Portraits of Wildflowers

Perspectives on Nature Photography

Posts Tagged ‘colony

Not everything is pristine. In fact, very little is.

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As an example of the thought in the title, take these two pink evening primrose flowers, Oenothera speciosa, that I photographed near Yaupon Dr. in my extended neighborhood on April 1st. If that’s too bedraggled for your taste, I’ll relent and balance it with a picture of a pink evening primrose flower that remained mostly pristine even in the stiff breeze on the Blackland Prairie in Round Rock seven days later. So windy was it that I set the camera’s shutter at 1/800 of a second in hopes of stopping the flower’s movements. You’ll recognize that the background color comes from the colony of bluebonnets, Lupinus texensis, that the pink evening primrose had managed to find a roothold in.

© 2018 Steven Schwartzman


Written by Steve Schwartzman

April 21, 2018 at 4:44 AM

Indian paintbrush colony flowering

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On April 10th we followed leads from Craig78681 and Betty Wilkins to head southeast in search of good wildflower displays. We ended up driving a 114-mile circuit that took us as far to the southeast as the intersection of TX 20 and TX 71 outside Bastrop. Today’s photograph shows the welcoming Indian paintbrush colony (Castilleja indivisa) we found there. That display made quite a contrast with Austin, where we didn’t see a lot of Indian paintbrushes this spring.

© 2018 Steven Schwartzman

Written by Steve Schwartzman

April 18, 2018 at 4:51 AM


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As we begin colonizing 2018, I’m reminded of the appealing little plants that had colonized flat, open areas in several places along Alberta’s Icefields Parkway when we drove north along it on September 4th of what we now get to call last year.

Not knowing what these feathery plants were, I appealed to the Alberta Native Plant Council, and the answer came back that they are a species of Dryas, probably D. drummondii or D. octopetala. I learned that Dryas is in the rose family, and its seed heads are similar to those of its family mate Fallugia paradoxa, known as Apache plume.

© 2018 Steven Schwartzman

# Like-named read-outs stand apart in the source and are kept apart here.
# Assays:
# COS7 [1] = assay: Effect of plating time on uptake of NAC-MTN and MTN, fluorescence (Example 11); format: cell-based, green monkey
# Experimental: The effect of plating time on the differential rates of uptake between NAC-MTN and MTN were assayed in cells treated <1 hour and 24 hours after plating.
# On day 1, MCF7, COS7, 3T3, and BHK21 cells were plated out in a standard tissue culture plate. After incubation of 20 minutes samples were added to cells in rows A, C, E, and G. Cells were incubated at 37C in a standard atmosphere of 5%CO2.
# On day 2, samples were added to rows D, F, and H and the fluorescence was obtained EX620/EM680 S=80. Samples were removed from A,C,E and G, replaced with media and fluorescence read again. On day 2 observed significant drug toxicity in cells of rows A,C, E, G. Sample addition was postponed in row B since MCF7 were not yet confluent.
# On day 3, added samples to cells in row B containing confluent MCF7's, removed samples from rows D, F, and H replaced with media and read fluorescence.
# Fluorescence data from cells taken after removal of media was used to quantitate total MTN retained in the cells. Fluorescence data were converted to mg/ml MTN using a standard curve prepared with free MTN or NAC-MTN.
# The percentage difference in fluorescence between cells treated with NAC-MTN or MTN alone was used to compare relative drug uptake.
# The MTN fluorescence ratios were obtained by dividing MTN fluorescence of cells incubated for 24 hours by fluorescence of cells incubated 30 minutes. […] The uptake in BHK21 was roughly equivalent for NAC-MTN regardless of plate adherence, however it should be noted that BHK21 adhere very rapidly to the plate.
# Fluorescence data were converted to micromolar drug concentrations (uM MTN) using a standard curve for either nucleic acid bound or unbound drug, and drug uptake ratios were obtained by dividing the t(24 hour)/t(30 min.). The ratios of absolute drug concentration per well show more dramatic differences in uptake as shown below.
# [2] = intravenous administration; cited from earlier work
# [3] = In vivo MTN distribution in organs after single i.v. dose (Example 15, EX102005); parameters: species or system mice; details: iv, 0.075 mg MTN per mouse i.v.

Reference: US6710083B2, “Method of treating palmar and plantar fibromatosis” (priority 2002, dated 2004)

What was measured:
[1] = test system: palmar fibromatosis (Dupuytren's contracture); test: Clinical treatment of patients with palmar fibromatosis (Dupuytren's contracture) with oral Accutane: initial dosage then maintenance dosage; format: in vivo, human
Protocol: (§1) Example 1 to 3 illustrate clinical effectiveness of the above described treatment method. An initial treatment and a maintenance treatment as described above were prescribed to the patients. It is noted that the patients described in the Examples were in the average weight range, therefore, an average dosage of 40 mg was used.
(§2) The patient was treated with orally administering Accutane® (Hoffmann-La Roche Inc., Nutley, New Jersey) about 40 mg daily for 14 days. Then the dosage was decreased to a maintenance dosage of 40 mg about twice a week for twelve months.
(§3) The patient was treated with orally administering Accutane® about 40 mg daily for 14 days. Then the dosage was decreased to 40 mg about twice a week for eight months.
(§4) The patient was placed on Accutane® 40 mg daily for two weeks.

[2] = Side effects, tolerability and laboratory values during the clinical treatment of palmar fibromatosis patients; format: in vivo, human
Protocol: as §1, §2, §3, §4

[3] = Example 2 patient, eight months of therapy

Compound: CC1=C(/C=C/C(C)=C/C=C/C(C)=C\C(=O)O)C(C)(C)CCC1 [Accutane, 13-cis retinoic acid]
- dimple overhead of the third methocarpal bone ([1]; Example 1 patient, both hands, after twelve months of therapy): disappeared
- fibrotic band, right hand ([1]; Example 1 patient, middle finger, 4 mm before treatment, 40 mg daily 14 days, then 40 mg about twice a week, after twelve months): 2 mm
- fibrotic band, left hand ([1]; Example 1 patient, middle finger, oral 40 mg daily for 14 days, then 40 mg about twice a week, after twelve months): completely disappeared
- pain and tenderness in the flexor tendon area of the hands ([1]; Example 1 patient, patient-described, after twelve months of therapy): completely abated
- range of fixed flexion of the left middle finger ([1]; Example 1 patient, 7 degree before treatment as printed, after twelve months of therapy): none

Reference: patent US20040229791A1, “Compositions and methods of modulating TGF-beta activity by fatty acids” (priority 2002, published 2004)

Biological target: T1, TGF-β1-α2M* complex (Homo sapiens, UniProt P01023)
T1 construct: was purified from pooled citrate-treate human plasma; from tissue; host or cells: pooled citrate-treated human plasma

Written by Steve Schwartzman

January 5, 2018 at 4:55 AM

Rocky Mountain iris colony

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Click to enlarge.

On June 9th, after we’d driven clockwise more than half-way around the Enchanted Circle Scenic Byway north of Taos, New Mexico, I came across this happily flowering colony of Rocky Mountain irises. Given the wildflower’s popular name, which I learned on the trip, I was later surprised to find out the scientific name is Iris missouriensis. As far as I know, the Rocky Mountains don’t make it into that state; sorry, Missouri.

Today’s picture confirms what the website of the Lady Bird Johnson Wildflower Center says of this species: “it often forms dense, large patches in low spots in pastures, where the tough leaves are avoided by cattle.”

After the reactions to the rattlesnake in the previous post, I’ll bet many of you are relieved to see wildflowers again.

© 2017 Steven Schwartzman

Written by Steve Schwartzman

July 15, 2017 at 4:49 AM

Coreopsis flowering

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On May 5th Eve and I drove up to the town of Cedar Park, which borders the northern reaches of Austin, to check out the new Whole Foods 365 that opened there a couple of weeks earlier. Lots of construction had gone on (and is still going on) in the area recently, and on a piece of disturbed ground we noticed a good stand of coreopsis flowering. The next morning I went back with my camera equipment to photograph the colony of Coreopsis tinctoria.

© 2017 Steven Schwartzman

Written by Steve Schwartzman

June 10, 2017 at 4:51 AM

Another kind of sumpweed

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Do you remember the picture of narrowleaf sumpweed from a few weeks ago? We have a second species of Iva in central Texas, Iva annua, known as annual sumpweed. On September 28th I found some growing in a hollow in a dense mound of broomweed, Amphiachyris dracunculoides. The location was along a new street called Wildhorse Ranch Trail in Manor. All the land there is getting developed, but in the meantime I’ve visited several times and taken lots of pictures.

Now you can say to your friends: “I’ve a picture of Iva.”

© 2106 Steven Schwartzman

Written by Steve Schwartzman

October 27, 2016 at 5:06 AM

Tapestries of yellow

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In a comment this morning about the picture of a dense partridge pea colony, MelissaBlueFineArt spoke of “whole tapestries of yellow, shimmering from lemon yellow to old gold.” Normally the flowers of partridge pea (Chamaecrista fasciculata) are of a yellow that leans toward orange, but in the colony that I photographed on September 7th along Central Commerce Dr. in Pflugerville I was quickly drawn to a very few plants with flowers of an unusually pale yellow that I don’t recall ever seeing in this species anywhere else.

© 2016 Steven Schwartzman

Written by Steve Schwartzman

September 18, 2016 at 8:43 AM

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